Thus, white light is created as the yellow light produced by the excitation is mixed with that part of the blue light from the luminescent layer 19 b which has not excited the phosphor. This white light is emitted downward from the luminous parts 18 and further transmitted through the translucent cover 27, whereby the region below the lighting apparatus 1 is illuminated in the direction of light application.

Each module substrate 14 of the lighting apparatus 1 comprises the white diffuse reflection layer 17 deposited on its lower surface 14 d. The diffuse reflection layer 17 is thinner than each of the blue LEDs 19 mounted on the lower surface 14 d. While the lighting apparatus 1 is on, the light from the respective luminescent layers 19 b of the blue LEDs 19 is radiated in all directions.

Accordingly, the white light created in the luminous parts 18 based on light emitted horizontally and obliquely upward from the luminescent layers 19 b is applied to the diffuse reflection layer 17 around the luminous parts 18 and diffusely reflected downward in the direction of light application by the reflection layer 17. Thus, although each luminous part 18, comprising the blue LED 19 and the sealing member 24 in which the LED 19 is embedded, is a high-luminance point light source, the luminance of the luminous part 18 can be prevented from becoming much higher than that in the periphery. Specifically, the luminance in the region just below each luminous part 18 is more reluctant to increase because the part of light which is applied to the diffuse reflection layer 17 is not emitted in the region just below each luminous part 18. Moreover, the luminance around the luminous part 18 is increased by the light diffusely reflected there, and the luminance ratio for this region with respect to the luminous part 18 is reduced.

Thus; unevenness of the luminance of each light source module 11 in which the dot-like luminous parts 18 are arranged in a matrix can be reduced. Since this results in a reduction of discomfort glare, the lighting apparatus 1 is improved in appearance.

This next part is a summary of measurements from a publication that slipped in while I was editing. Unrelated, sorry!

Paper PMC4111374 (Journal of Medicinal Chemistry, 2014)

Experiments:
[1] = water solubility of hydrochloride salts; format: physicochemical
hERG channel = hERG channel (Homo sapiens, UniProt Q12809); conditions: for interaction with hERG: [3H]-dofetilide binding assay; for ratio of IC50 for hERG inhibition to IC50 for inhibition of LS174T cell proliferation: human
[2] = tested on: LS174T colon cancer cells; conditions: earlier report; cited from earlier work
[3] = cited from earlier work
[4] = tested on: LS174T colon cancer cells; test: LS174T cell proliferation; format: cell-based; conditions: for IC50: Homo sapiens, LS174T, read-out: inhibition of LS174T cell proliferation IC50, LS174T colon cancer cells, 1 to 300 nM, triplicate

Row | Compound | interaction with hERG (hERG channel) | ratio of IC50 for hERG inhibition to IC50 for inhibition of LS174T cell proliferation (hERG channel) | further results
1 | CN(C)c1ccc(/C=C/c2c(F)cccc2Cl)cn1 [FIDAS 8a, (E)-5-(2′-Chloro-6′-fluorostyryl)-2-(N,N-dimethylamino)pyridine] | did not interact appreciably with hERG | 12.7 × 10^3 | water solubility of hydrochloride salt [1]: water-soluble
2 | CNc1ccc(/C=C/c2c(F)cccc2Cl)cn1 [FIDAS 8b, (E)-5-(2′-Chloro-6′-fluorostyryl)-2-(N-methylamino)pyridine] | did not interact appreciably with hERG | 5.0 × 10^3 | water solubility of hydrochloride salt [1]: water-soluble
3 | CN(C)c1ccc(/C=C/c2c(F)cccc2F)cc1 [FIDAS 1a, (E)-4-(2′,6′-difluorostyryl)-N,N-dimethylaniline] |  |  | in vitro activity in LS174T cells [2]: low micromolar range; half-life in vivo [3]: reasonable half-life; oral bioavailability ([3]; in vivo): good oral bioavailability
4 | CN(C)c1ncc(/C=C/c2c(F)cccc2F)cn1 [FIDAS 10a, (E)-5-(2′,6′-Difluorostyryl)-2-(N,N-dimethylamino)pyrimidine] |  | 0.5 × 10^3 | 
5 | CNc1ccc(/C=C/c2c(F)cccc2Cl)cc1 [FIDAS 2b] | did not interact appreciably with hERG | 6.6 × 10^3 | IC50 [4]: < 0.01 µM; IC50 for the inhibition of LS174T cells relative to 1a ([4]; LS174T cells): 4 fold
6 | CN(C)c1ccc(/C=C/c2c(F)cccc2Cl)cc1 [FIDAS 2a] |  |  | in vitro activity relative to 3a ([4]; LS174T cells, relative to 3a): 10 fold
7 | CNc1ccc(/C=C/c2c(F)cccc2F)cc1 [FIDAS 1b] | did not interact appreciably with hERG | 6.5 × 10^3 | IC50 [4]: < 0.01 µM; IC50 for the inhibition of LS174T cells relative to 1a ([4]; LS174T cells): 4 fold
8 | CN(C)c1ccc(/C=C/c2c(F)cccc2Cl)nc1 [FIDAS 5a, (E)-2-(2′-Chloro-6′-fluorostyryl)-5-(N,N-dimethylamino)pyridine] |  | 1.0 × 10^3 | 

In the present embodiment, moreover, the sidewall portions 3 b and endplates 5 of the apparatus main body 2 form inclined reflected surfaces. Thus, the white light emitted sideways from the luminous parts 18 that are located near the sidewall portions 3 b and endplates 5 is applied to them and reflected downward. Consequently, the luminance of the respective inner surfaces of the sidewall portions 3 b and endplates 5 that are formed continuously with one another increases. Also in this connection, the light source modules 11 of the present embodiment can facilitate the reduction of the luminance unevenness and enhance the efficiency of utilization of light.

If the cover 27 of the lighting apparatus 1 is diffusive, the reduction of the luminance unevenness of the light source modules 11 can prevent the individual luminous parts 18 from being definitely reflected as high-luminance spots in the cover 27. In other words, the luminous parts 18 are less easily recognized as “lumpy” through the cover 27. Thus, the appearance of the lighting apparatus 1 can be improved.

In addition, the luminance unevenness caused by the dot-like luminous parts 18 of each light source module 11 can be reduced by the configuration of the module 11 itself described above, so that the translucent cover 27 need not be dedicated to the reduction. Accordingly, the luminance unevenness reduction performance required of the cover 27 can be mitigated. Thus, the low-diffusivity cover 27 can also be used in the lighting apparatus 1 that is employed in an operating environment where the luminance unevenness is a problem. As this is done, a loss of luminous energy in the cover 27 is reduced, so that a reduction in efficiency of the lighting apparatus 1 by the cover 27 can be mitigated.

Each light source module 11 of the lighting apparatus 1 of the one embodiment is 200 mm in longitudinal dimension and 100 mm in width dimension as in FIG. 5. The light source module 11 comprises six columns each including sixteen luminous parts 18. Each light source module 11 constructed in this manner has a sufficient performance to produce a luminous flux of 800 lm. The planar light source unit of the lighting apparatus 1 is formed by sequentially arranging the eight light source modules 11. Thus, the entire lighting apparatus 1 has a lamp luminous flux of (800×8) or 6,400 lm.

In the case of the lighting apparatus 1 configured so that the semitransparent cover 27 is combined with the planar light source unit of the above-described construction, its appliance luminous flux (luminous flux of the lighting apparatus 1) was found to be 6,100 lm by measurement. Thus, the efficiency of this lighting apparatus 1 was 95%. In the case of the lighting apparatus 1 that combines the milky cover 27 with the planar light source unit, moreover, the appliance luminous flux was found to be 5,750 lm by measurement. Thus, the efficiency of this lighting apparatus 1 was 90%.